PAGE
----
Machine Learning’s Big Role in Population-Level Genetic Study
A large-scale genetic project is currently underway in Nevada that’s using advanced analytics and machine learning to identify connections between people’s genes and their health. It’s the first project to study genetic data at a population level, and it could be a model for a national program.
The Healthy Nevada project began in September 2016, when all residents of northern Nevada were invited to take a genetic test, at no charge to them. Much to the surprise of the project leaders, 10,000 Nevadans signed up in just 48 hours. The second phase of the project began earlier this year, and so far a total of 35,000 genetic tests have been conducted.
People who choose to participate are assured that the privacy of their genetic data is maintained at all times. They get the results of their DNA test and they can choose to share it or not.
The group is currently conducting clinical-grade DNA test that are more detailed than the consumer-grade tests from outfits like 23 & Me and Ancestry.com. Those outfits use single nucleotide polymorphisms (SNP) tests, which measure the degree of separation across the population, whereas the excome-level tests that Healthy Nevada sponsors includes detailed information on the subject’s predispositions to certain genetic diseases or conditions.
Project participants can discuss the results of these exome-level DNA tests in a confidential manner with their physician, if they choose. But the project has a second goal, which is to assess the genetic disputation of the community as a whole.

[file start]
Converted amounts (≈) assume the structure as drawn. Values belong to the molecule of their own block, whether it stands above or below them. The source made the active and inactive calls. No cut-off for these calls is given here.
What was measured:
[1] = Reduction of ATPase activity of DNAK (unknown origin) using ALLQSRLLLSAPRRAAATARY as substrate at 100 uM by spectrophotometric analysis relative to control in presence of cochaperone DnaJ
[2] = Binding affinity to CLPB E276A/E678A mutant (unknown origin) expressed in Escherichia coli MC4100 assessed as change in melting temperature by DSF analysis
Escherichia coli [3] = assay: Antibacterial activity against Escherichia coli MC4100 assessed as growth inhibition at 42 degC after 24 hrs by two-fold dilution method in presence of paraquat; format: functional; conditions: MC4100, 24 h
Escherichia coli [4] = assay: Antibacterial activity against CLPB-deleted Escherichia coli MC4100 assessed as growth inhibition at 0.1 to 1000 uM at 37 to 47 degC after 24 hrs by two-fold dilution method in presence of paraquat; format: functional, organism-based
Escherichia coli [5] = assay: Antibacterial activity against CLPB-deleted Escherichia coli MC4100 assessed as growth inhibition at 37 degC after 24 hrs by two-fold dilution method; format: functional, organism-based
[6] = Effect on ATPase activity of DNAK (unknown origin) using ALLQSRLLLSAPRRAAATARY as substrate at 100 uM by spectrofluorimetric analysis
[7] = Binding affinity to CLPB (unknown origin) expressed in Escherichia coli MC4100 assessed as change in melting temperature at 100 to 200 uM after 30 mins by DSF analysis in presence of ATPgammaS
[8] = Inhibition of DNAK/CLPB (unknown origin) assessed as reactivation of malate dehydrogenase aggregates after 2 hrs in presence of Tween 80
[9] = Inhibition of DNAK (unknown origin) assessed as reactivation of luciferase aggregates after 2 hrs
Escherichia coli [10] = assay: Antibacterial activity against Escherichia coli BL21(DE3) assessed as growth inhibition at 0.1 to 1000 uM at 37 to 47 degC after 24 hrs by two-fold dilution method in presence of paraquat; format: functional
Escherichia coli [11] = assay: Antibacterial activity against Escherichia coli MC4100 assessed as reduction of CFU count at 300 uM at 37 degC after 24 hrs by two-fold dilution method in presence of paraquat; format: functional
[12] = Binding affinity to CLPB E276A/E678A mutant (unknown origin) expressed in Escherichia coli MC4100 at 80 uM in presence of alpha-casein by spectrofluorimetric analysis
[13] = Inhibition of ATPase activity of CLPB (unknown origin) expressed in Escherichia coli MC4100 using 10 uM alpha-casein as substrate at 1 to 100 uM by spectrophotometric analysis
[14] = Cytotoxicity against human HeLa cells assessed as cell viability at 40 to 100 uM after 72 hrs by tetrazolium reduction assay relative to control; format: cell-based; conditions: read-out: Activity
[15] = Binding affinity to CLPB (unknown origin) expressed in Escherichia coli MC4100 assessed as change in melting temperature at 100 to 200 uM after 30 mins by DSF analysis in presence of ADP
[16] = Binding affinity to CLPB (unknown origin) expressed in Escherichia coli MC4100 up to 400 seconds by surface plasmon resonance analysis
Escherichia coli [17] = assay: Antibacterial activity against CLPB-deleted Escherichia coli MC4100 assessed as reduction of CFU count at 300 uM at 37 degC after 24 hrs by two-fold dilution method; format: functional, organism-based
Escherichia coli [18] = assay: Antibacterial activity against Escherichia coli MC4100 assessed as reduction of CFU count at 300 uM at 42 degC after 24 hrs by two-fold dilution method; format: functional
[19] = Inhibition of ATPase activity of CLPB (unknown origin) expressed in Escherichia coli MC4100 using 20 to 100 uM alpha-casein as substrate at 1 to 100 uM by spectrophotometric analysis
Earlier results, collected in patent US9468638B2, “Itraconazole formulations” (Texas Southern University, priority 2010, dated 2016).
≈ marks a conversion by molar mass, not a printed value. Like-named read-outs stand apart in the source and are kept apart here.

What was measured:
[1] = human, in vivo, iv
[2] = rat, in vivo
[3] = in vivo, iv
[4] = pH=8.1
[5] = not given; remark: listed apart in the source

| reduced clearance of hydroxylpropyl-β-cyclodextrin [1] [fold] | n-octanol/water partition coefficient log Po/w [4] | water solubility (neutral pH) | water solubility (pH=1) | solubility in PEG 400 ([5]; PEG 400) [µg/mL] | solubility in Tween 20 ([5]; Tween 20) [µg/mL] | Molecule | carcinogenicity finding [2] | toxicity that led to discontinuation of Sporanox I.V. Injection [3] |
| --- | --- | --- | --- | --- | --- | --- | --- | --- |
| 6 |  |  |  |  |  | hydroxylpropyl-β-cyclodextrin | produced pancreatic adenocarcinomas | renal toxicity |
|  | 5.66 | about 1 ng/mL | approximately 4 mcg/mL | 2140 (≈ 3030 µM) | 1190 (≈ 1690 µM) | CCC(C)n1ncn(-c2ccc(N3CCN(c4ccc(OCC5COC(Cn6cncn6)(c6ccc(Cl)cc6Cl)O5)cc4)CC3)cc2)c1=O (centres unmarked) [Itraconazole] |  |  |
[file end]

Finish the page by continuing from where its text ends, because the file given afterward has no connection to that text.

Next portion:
To that end, the project’s backers – including Renown Health, the Desert Research Institute, and Helix – have created a data warehouse to analyze a host of different data types, including the DNA tests genetic, healthcare data pulled from Renown’s electronic medical records system, as well as data on environmental and social factors impacting the participants.
By combining these different data sets together and analyzing them with tools from SAS, the Healthy Nevada project hopes to identify widespread patterns of disease that would otherwise be difficult – if not impossible – to detect on an individualized patient level, according to Dr. Tony Slonim, the CEO of Renown Health, which is the main healthcare provider for a 100-square-mile swath of rural landscape stretching from Sacramento to Salt Lake City.
“Through machine learning and data science, we’re looking to really start to understand patterns of health and illness in our community,” Dr. Slonim tells Datanami. “There are patterns of diagnostic conditions that are occurring at higher rate and frequencies than we might like, and we’re trying to figure out why.”
Genetic Data Trends
Scientists doing population-level analyses typically need to collect data from 20% of a given population to get iron-clad results, according to Dr. Slonim. Against that standard, Healthy Nevada would need about 90,000 DNA tests for a population of 450,00, so it’s a little over one-third of the way there.